Constance Ntuli speaking to Prof Dada using assistive speech on her tablet

Prof Shakila Dada and Constance Ntuli

June 26, 2023

  • Professor Shakila Dada
Professor Shakila Dada of the University of Pretoria’s (UP) Centre for Augmentative and Alternative Communication did her undergraduate studies at the University of Durban-Westville (now the University of KwaZulu-Natal). She has been doing research at UP in various capacities since 2003 and has been a full-time employee since 2014.
Her research seeks to systematically describe and understand the communication and participation patterns of people with complex communication needs. Prof Dada focuses her research on the way in which graphic symbol-based augmentative and alternative communication (AAC) systems can be used to facilitate both language learning for these individuals and their participation in society.

She says that her field of research contributes to the betterment of the world because communication is a basic human right and is intrinsic to our humanity. “AAC helps people who have communication disabilities to participate in everyday life situations such as going to school or university, or being employed,” Prof Dada says. “Participating in society is an important health outcome and is vital for well-being.” Her research matters, she says, because it aims to ensure that people who are unable to speak can tell their stories using AAC systems.

Much of Prof Dada’s work focuses on the role of graphic symbol learning to facilitate the comprehension of language. She is particularly interested in the amount of intervention required and how to train communication partners to facilitate language learning. Prof Dada has also looked at the role of aided modelling for children and adults who require AAC; this includes people with aphasia and dementia.

Over the past 18 months, she has embarked on several new research projects, one of which deals with the accessibility of health information for those with communication disabilities. Taking care of our health involves getting information by accessing relevant health services in order to educate ourselves. For those with severe communication disabilities, this can prove to be an uphill battle as many have difficulty understanding this sort of information. The COVID-19 pandemic has exacerbated the situation. Easily accessible, reliable health information is absolutely necessary in these times, and for people with communication disabilities, navigating this landscape can be particularly challenging. Health information is often couched in confusing, inaccessible language and presented in formats that do not support comprehension and retention. As a result, those with communication disabilities may be underinformed or misinformed, with detrimental health outcomes.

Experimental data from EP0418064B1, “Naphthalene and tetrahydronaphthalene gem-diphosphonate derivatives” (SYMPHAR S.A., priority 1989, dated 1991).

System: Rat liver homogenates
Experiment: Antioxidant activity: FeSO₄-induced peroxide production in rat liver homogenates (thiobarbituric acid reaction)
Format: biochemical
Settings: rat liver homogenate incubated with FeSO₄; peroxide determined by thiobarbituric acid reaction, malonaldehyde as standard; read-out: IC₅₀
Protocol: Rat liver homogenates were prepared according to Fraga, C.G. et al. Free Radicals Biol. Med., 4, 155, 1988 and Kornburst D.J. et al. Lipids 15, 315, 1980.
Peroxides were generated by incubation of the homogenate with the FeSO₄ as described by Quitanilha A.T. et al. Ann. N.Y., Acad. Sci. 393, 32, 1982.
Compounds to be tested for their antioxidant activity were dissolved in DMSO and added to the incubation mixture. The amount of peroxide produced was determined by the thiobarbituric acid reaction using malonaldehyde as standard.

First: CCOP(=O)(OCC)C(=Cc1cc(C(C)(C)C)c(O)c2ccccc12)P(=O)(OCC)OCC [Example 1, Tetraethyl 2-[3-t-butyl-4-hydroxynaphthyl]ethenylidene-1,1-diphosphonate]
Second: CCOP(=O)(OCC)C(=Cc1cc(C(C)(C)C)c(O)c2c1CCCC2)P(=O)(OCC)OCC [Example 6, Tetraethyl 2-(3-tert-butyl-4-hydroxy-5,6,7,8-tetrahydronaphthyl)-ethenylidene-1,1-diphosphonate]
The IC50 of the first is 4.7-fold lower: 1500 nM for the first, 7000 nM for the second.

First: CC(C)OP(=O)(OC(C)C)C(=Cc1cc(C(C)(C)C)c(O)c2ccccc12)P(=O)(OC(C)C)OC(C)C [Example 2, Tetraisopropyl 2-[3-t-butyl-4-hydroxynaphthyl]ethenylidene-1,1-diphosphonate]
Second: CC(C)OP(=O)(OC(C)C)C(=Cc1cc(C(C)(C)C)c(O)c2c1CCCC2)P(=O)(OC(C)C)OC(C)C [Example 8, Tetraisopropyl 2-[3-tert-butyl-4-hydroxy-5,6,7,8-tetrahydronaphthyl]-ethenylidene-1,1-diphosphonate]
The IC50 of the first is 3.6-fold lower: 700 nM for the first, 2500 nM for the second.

As such, UP’s Centre for Augmentative and Alternative Communication, the Future Africa Institute at UP and UNICEF jointly embarked on a project titled Co-designing Health Communication and Education Materials. These materials were co-developed through extensive consultations and collaborations with various stakeholders, including youth with disabilities, caregivers of children and youth with communication disabilities, and professionals who work in the health and education sectors.

Prof Dada is also working with colleagues to develop and implement a youth leadership programme that will provide vulnerable youth and youth who are Deaf with the skills and opportunities to participate in decisions regarding their lives and futures. In addition, the programme aims to provide youth with the mechanisms they require to hold the structures and institutions that should be looking after them accountable for the care their receive. The project will be implemented in partnership with Leeds University in the UK and various NGOs. Ultimately, it aims to provide evidence of how youth can guide and improve their own futures and those of their communities through meaningful engagement with government in order to maintain accountability for their rights.

Another notable project that Prof Dada is involved in focuses on optimising the effectiveness and equality of collaborations in early childhood intervention (ECI) in South Africa. It takes into account new challenges that have been brought about by the COVID-19 pandemic. A nationwide survey is currently being conducted to understand how ECI practitioners across disciplines communicate with one another in the context of the pandemic. The project is being conducted with colleagues at Roehampton University, London, and UP’s Information Design Division of the School of the Arts in the Faculty of Humanities. It will generate a set of evidence-based strategies for multi-agency work in ECI in South Africa using digital animation as a channel for dissemination.